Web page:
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  • Earl Johnson

The 90% Rule


It’s true, you have more control over how you react to things rather than what happens to you.


Charles Swindoll was right! He has been famously quoted as saying that “Life is 10% what happens to you and 90% how you react to it.”


In the days of COVID-19 there is certainly a lot of suffering from job loss, income loss, and the loss of loved ones to this terrible pandemic. Although we see daily trackers that tally the virus’ infections and deaths, the true effect of this unimaginable tragedy is long from being seen.


In my uneducated view, I find myself trying to look beyond my circumstances to visualize the impact of these strange times and how it will play out once we – get back to normal. I have been one that has totally rejected the notion that this is in any way “the new normal.”


While there are certainly some reasonable takeaways from our current circumstances, like wearing masks, if your sick and contagious to others, why not, put on a mask. Coughing in public around others without covering your mouth, I see that getting some dirty looks in the future, and washing hands? This seems obvious but this will surely take on a new life of its own when the public restrooms of America are available again.

This situation, the 10%, has tragedy stamped all over it and it is done yet by far. But what has your 90% started to look like? How are you utilizing this gift of time? This can be seen as a literal reset, before we venture back into the world. When we go back out, do we pick up where we left off or do we resume with new goals, new ambitions, new relationships, new hobbies.


It’s said that it takes 30 days to form new habits, by now we have all had our 30 days at home to jump on the new path to greatness. I consider this a new point of demarcation, a time when you prepared yourself to make a difference.

And because my business is money, I must offer my sentiment on how your relationship with money can make the most of your time in quarantine and beyond.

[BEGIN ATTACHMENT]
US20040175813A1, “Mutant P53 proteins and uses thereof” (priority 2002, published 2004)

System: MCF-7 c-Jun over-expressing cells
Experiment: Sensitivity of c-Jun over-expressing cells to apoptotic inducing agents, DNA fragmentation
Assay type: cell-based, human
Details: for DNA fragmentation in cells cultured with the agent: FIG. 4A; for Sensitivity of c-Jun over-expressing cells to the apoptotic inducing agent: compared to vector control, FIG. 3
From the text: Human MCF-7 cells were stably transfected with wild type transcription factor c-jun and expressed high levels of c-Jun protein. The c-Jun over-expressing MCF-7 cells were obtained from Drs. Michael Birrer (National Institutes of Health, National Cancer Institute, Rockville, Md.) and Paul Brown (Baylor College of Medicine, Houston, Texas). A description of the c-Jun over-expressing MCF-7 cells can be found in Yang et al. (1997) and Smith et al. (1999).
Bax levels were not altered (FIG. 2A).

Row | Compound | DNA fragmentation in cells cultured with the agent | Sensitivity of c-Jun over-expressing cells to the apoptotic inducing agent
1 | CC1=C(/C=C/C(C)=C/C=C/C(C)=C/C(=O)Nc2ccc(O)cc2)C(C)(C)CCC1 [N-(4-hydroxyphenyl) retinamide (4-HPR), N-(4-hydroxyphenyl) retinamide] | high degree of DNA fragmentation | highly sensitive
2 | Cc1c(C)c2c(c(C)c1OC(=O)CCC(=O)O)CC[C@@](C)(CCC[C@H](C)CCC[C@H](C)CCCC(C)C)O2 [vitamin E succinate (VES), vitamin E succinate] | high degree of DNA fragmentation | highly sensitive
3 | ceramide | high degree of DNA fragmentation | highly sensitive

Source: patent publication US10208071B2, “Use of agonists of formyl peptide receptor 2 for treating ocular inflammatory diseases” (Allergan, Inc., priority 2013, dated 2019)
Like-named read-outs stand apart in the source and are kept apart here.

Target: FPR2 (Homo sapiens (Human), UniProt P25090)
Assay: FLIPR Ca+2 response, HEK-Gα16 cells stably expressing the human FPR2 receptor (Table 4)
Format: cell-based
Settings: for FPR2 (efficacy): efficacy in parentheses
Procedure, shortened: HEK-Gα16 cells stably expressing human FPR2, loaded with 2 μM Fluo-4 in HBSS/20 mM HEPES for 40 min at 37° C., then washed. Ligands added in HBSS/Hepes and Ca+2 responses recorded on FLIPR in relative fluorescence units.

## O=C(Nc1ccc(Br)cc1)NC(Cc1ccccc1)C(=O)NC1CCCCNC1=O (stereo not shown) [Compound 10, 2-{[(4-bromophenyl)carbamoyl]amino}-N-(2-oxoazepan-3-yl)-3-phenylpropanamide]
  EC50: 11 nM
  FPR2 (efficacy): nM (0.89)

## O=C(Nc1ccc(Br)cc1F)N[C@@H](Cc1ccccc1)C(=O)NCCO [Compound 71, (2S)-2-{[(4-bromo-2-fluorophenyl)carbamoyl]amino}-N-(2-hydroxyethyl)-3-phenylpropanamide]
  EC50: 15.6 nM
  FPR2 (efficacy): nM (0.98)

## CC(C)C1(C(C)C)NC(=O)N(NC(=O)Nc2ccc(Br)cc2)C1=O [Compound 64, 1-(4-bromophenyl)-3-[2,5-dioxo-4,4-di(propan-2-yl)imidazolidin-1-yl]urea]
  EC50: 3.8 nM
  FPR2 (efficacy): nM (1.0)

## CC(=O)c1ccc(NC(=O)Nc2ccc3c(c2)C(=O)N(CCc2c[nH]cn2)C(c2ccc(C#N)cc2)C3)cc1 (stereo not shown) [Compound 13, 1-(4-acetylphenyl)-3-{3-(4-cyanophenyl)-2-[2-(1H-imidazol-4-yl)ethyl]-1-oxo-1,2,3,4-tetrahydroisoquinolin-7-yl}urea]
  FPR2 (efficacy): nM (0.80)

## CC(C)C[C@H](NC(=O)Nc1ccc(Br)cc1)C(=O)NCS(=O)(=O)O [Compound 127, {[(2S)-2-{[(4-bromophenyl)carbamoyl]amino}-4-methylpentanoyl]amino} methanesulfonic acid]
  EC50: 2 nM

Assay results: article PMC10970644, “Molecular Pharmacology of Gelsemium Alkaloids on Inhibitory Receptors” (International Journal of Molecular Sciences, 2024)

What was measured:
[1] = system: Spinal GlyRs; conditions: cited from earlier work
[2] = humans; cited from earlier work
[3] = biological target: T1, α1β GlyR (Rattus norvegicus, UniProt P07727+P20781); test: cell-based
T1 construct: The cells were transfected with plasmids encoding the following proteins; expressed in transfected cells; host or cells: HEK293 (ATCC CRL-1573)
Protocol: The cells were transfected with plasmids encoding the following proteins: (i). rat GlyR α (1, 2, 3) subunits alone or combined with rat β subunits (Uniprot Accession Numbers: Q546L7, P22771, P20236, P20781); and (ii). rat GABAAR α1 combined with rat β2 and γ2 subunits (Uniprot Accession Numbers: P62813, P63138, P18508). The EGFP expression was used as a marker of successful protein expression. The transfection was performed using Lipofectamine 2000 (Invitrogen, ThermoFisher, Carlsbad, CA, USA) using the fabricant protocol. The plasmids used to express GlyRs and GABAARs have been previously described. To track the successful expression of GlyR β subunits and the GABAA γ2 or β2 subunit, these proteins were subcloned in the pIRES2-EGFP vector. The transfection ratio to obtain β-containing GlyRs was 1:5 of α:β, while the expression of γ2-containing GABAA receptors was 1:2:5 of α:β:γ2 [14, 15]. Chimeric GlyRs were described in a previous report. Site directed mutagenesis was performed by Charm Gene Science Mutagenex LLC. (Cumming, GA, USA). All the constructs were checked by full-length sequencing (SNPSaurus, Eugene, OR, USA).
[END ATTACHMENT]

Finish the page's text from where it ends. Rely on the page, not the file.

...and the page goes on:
First things first, prepare a budget, not because you will use it each month, that never happens. Prepare a budget so you will know how much money it takes to meet your obligations each month. Secondly, establish an account to save several months’ worth of assets to handle disruptions in income. Thirdly, don’t get overzealous on retirement withdrawals to help. If you have noticed the recent federal assistance program the CARES ACT, is allowing those affected in this tragedy to take out up to $100,000 for affected persons and without penalty for those under 59 ½ years old. The act also allows the taxes on this distribution to be paid over a 3-year period. Sounds nice, but it can ultimately affect your retirement and cause you stress in paying taxes on these lump sum withdrawals that were obviously not a part of your orderly retirement plans.

So, on the other side of this pandemic, let’s be safer, let’s be more conscious, and let’s have a better plan that gives you more control over all unforeseen situations. #Greatnessaftercovid

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The content is developed from sources believed to be providing accurate information. The information in this material is not intended as tax or legal advice. Please consult legal or tax professionals for specific information regarding your individual situation. The opinions expressed and material provided are for general information, and should not be considered a solicitation for the purchase or sale of any security.

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